Red Sox leave their spring training stadium – and its debt – behind

An increasing number of teams, now including the Boston Red Sox, will leave a town even before their taxpayer-funded stadiums are paid off, leaving debt and unhappy fans behind.

By , Guest blogger

  • close
    Boston Red Sox pitchers, from left, David Pauley, Kyle Snyder, Daisuke Matsuzaka, Hideki Okajima and Devern Hansack take part in a conditioning run at spring training baseball in Fort Myers, Fla. in this file photo from February, 2007. The Boston Red Sox have decided to move from this spring training stadium to one in Lee County, leaving the taxpayers of Fort Myers with $17.5 million outstanding debt and an empty stadium.
    View Caption

The Red Sox want spiffier spring training digs in Fort Myers, Florida, and the locals of Lee County will oblige. After “kicking the tires” of one or two alternative venues, the Red Sox will apparently stick around to play in a new stadium “financed with $81.2 million” of tax-supported bonds. The title of the Bloomberg story (in which TSE blogger Dennis Coates has a cameo) is “Red Sox Threat to Flee Florida Winter Home Gets County to Finance Stadium.” A standard-issue ploy in what we call “The Stadium Game.”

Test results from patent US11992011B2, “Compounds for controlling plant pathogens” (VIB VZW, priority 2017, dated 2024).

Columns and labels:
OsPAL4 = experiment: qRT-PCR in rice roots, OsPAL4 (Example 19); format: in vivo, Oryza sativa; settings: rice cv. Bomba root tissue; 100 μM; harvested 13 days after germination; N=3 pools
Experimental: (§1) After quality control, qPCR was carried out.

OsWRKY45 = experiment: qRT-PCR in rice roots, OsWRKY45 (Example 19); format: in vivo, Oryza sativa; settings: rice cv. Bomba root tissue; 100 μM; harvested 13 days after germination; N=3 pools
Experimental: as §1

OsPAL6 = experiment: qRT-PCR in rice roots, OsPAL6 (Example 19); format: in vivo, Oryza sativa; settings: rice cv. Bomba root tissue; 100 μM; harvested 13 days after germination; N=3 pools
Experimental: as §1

But what caught my eye in the piece was the fact that the city of Fort Myers remains on the hook for $17.5 million of debt for the old stadium. This appears to be a standard-issue outcome as well: previous TSE posts discuss outstanding debt on the Meadowlands and RCA Dome, the Houston Astrodome, and Olympic Stadium and Three Rivers Stadium, among others.

In addition to the Red Sox’ legacy in Fort Myers, the current piece adds two new entries. The LA Dodgers left Vero Beach for Glendale Arizona in 2009. The county “still owes $12.3 million” on the old Dodgertown facility. The Pima County “Stadium District” lost the Chicago White Sox in 2009 and the Arizona Diamondbacks will leave next year. The stadium debt tab in Pima County is $21.3 million according to the Bloomberg article.

Recommended: Business

Teams leave before the debt does.

Add/view comments on this post.

------------------------------

The Christian Science Monitor has assembled a diverse group of the best economy-related bloggers out there. Our guest bloggers are not employed or directed by the Monitor and the views expressed are the bloggers' own, as is responsibility for the content of their blogs. To contact us about a blogger, click here. To add or view a comment on a guest blog, please go to the blogger's own site by clicking on the link above.

Share this story:

We want to hear, did we miss an angle we should have covered? Should we come back to this topic? Or just give us a rating for this story. We want to hear from you.

Loading...

Loading...

Loading...